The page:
Revisiting the Neighborhood: A Spatial Analysis of Community Organizations and Juvenile Recidivism in the Urban Southwest
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PublisherThe University of Arizona.
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EmbargoRelease after 11/25/2020
AbstractIt is well documented that characteristics of residential neighborhoods shape the lives of residents in ways that can perpetuate or alleviate inequality. One compelling but comparably understudied explanation for these “neighborhood effects” is that organizations in the neighborhood shape the opportunities and constraints residents face. A small body of work has examined neighborhood contributors to adult repeat offending and scholars have called for more work on the role of organizations in offender recidivism. Surprisingly, no prior research has examined whether spatial proximity to community organizations influences the likelihood that juvenile offenders will repeat offend despite theories of juvenile delinquency that suggest local institutions generate social and formal control that, in turn, may influence delinquent behavior. To fill this gap, I examined seven types of organizations theorized to influence recidivism serving as risk enhancers or risk reducers in a juvenile’s neighborhood. I conducted tract-level and individual-level analysis in the Phoenix-urbanized area using point-level geolocated data on organizations and juvenile offenders who completed diversion or probation supervision with Maricopa County Juvenile Probation in 2007. Spatial regression models indicated there were more organizations per capita in census tracts with higher socioeconomic disadvantage across the metropolitan area, rather than a negative association as predicted. However, descriptive maps indicated a spatial mismatch between juvenile offenders and resources; reentering youthful offenders were largely located in areas lacking socioeconomic and organizational resources in select suburbs and communities just outside the urban core. Using Cox proportional hazard models, I also examined the influence of aggregate neighborhood disadvantage and the number of organizations accessible within walking distance of a juvenile’s approximate residential address on their likelihood of subsequent recidivism, net of individual characteristics. My results were mixed and modest and did not provide strong support for the general predictions of social disorganization theory. Rather than exerting uniform risk enhancing or risk reducing effects, the influence of nearby organizations on repeat offending varied by juvenile population and type of recidivism (any, status/public peace, property, violent/drug). Neighborhood disadvantage enhanced the risk of a new property offending but was unrelated to other types of repeat offending. However, this relationship was largely accounted for by proximity to the total number of organizations lending support to a routine activities approach for property offense behavior. Findings indicated that public parks, middle and high schools, libraries and community centers, civic/membership/voluntary establishments, and detention/police facilities influenced recidivism risk for status/public peace and violent/drug infractions, but the direction and significance of these effects varied by juvenile population. Together, this research suggests organizations are not inconsequential, but there is no one-size-fits-all approach. Successful integration of organizational measures into neighborhood effects research warrants greater specificity in the types of organizations, resident population, and specific behaviors or outcomes modeled.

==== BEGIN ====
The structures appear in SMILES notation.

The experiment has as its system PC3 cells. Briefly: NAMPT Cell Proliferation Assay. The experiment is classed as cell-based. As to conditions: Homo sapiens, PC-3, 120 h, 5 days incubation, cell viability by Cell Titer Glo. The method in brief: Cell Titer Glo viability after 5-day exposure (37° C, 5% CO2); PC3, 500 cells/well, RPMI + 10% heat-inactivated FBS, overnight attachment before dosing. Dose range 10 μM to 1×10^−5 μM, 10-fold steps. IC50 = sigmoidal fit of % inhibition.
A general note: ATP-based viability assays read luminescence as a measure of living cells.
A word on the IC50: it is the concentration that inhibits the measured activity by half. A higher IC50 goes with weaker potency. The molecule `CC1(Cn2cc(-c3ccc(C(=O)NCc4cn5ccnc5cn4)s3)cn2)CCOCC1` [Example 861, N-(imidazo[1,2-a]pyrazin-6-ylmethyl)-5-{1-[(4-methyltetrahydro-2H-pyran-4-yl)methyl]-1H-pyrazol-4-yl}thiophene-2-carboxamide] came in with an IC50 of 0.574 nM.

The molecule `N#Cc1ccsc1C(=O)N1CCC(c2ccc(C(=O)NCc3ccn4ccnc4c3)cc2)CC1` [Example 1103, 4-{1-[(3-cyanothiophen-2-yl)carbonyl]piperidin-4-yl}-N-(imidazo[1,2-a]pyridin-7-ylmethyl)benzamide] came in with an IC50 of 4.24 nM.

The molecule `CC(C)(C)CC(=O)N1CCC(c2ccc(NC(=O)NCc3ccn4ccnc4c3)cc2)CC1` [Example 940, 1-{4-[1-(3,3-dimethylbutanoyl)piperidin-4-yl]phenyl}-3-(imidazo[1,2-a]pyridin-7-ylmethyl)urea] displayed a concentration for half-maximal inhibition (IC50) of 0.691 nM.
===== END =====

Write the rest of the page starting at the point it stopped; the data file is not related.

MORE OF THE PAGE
Degree ProgramGraduate College